Vancouver Whitecaps Season Review: The Midfield (Part One)

The Vancouver Whitecaps acquired midfielders this season with more voracity than Bono’s accountant acquires companies in ethically dubious offshore tax havens so, for your benefit dear reader, I will split the review of the 2017 midfield into two parts.

And part the first will be devoted to Carl Robinson’s drug of choice; the defensive midfielder.

Matias Laba- Laba’s season ended with an injury just when it seemed a move away from the club was on the cards. What that means for his future remains uncertain but the players who have arrived since that day make Laba’s presence here in 2018 very unlikely.

There’s an argument that’s a good thing given the fact that he hadn’t really developed beyond the midfield terrier persona he arrived with.

There’s a counter argument that says he would actually have been a very good foil to the more static presence of Ally Ghazal.

That will likely be moot though and we may well have seen the last of one of those Laba challenges that are specifically designed to leave everybody thinking “That could be an MLS red card”.

Season rating-5

Andrew Jacobson- A useful presence in that he can play in the midfield or at the back, Jacobson was one of those who fell out of favour come season end.

That might have been somewhat harsh since he offered at least as much as Tony Tchani as a holding midfielder and a little bit more going forward.

But Jacobson is yet another who will be moving on and he may be missed a little more than many of us think.

Season rating-6

Tony Tchani- No player was given more leeway for poor performances than Tchani this season.

Clearly Carl Robinson saw something in Tchani he wanted to nurture (or maybe he just enjoyed bawling instructions at him from the sideline. “Want the f””ing ball Tony!” being a particularly apposite such shout).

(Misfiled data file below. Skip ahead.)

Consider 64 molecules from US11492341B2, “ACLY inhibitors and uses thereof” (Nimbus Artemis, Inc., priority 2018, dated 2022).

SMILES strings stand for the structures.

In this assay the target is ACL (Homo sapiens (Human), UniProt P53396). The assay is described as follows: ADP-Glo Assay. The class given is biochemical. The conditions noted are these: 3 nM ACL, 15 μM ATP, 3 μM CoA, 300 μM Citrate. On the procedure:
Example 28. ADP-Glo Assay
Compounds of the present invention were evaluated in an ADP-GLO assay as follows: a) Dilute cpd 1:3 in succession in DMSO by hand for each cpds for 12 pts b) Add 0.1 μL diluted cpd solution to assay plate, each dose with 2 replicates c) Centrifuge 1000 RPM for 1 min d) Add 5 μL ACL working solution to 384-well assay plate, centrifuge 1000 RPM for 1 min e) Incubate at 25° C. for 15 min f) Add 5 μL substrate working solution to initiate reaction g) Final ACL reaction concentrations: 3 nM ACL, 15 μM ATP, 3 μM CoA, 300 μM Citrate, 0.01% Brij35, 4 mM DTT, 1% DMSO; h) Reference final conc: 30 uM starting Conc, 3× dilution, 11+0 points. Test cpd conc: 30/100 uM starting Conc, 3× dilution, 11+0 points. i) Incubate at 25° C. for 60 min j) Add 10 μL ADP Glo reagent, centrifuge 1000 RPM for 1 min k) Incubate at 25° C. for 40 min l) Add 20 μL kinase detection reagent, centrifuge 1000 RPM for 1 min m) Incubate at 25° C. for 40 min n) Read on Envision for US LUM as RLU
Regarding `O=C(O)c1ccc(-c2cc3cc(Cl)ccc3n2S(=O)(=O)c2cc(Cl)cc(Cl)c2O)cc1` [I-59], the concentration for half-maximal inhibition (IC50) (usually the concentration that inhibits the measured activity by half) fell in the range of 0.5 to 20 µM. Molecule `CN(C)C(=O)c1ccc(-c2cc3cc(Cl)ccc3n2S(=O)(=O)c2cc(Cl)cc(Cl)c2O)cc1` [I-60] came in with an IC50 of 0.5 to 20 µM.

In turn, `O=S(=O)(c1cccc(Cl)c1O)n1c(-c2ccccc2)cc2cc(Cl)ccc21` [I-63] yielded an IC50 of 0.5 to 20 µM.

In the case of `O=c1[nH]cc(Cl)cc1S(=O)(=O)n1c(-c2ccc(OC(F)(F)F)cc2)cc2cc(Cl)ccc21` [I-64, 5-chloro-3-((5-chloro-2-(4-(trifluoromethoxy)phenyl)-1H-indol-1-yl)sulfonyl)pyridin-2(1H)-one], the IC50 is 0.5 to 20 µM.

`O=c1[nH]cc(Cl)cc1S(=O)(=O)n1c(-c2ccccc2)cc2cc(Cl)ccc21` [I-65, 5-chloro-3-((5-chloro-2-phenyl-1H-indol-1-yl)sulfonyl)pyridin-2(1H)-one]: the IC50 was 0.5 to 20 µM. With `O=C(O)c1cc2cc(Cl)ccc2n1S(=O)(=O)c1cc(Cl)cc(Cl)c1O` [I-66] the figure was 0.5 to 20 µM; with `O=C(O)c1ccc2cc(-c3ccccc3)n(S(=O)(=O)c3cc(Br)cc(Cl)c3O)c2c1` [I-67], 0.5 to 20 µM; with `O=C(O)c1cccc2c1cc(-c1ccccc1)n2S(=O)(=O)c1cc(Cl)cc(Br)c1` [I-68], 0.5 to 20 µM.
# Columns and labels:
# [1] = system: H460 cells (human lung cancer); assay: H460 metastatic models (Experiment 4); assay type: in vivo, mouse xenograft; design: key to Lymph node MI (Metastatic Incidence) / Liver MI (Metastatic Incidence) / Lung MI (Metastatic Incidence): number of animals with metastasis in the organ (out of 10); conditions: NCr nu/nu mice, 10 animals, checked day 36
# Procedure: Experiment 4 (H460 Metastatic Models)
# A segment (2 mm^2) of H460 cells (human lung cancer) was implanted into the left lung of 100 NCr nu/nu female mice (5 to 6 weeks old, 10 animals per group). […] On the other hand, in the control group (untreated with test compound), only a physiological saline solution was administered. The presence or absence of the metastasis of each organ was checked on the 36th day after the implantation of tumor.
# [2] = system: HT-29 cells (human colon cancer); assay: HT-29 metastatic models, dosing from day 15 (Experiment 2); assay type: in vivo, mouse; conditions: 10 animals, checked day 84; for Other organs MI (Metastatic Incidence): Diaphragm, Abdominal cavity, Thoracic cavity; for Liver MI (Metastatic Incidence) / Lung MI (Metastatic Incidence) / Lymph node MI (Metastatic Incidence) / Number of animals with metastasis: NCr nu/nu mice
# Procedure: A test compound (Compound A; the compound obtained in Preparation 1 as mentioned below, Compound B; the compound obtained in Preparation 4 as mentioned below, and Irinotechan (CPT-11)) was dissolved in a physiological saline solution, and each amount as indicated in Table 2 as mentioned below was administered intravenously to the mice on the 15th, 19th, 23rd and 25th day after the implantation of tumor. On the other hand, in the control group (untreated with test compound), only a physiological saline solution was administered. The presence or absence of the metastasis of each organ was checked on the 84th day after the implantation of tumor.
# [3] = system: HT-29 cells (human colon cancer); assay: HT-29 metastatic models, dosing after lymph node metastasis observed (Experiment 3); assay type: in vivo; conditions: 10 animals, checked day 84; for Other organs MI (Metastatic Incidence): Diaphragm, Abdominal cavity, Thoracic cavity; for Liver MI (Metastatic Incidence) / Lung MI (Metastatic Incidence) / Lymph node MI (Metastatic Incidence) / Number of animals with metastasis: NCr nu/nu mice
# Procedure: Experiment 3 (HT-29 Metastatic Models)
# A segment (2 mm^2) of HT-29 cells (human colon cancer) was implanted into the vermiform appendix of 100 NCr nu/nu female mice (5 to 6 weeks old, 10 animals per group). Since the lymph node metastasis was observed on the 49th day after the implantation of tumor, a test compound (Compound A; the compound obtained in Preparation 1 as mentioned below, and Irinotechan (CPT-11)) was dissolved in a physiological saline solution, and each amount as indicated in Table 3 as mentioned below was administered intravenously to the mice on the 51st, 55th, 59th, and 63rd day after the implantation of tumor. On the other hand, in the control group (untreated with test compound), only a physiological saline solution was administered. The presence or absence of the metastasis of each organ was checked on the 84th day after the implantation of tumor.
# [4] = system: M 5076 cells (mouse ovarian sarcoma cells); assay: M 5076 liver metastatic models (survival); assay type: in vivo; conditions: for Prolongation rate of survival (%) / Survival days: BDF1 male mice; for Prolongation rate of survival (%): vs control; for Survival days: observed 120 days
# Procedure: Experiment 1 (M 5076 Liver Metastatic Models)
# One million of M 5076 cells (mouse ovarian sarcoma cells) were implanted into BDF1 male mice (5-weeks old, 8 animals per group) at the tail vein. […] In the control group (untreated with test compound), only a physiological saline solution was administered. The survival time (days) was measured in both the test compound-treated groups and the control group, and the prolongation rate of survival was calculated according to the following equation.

Yet despite his four goals (three of which came from set-pieces) Tchani offered next to nothing  as an attacking presence in open play and his defensive contribution can be best summed up as “being there to get in the way”.

Right from the get go he looked like a man who wasn’t quite sure why he was here or what part he was supposed to play and that culminated in him being dropped for the final game against Seattle.

Much like the French Revolution it will be generations before people can really understand what the meaning of  Tony Tchani in Vancouver actually was.

Season rating-5

Russell Teibert- If Russell Teibert didn’t try so hard and take it all so seriously it would be all too easy to be amused by his exertions.

Like a three-year old pretending to do the job a of a grown up Teibert goes convincingly through the motions without ever really knowing the why or the wherefore of what he’s doing.

The Canadian Premier League is almost specifically designed for his talents and if he ends up there he will no doubt thrive.

But if safe passes to a central defender were suddenly declared to be currency Teibert would be the new Bitcoin.

Season rating-4

Ally Ghazal- Have we had enough time to evaluate Ghazal yet?

Probably just enough to know that he’s a genuine defensive midfielder who is stronger than he looks and who is also capable of making one really horrendous pass in every game.

He should be a useful component next season though (with the proviso that at least one other player in the midfield is allotted to, you know, get somewhere near the opposition penalty area).

Mostly though he deserves credit for the double headlock on Lodeiro and Alonso in the first playoff game at BC Place.


Season rating -6


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